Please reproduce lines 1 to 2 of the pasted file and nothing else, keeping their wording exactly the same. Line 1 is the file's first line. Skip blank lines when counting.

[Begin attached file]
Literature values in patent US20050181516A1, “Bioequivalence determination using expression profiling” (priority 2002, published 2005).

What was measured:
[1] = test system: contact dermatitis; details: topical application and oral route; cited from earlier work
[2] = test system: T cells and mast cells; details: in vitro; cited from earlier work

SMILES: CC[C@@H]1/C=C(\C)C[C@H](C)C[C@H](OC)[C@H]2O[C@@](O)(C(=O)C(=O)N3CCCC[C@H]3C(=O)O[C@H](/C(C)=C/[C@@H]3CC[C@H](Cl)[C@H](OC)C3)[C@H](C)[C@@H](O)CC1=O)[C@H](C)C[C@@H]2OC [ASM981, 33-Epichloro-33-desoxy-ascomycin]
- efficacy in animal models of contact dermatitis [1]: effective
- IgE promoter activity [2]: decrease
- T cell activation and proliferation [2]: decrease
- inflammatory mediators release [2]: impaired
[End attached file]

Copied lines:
Literature values in patent US20050181516A1, “Bioequivalence determination using expression profiling” (priority 2002, published 2005).

What was measured: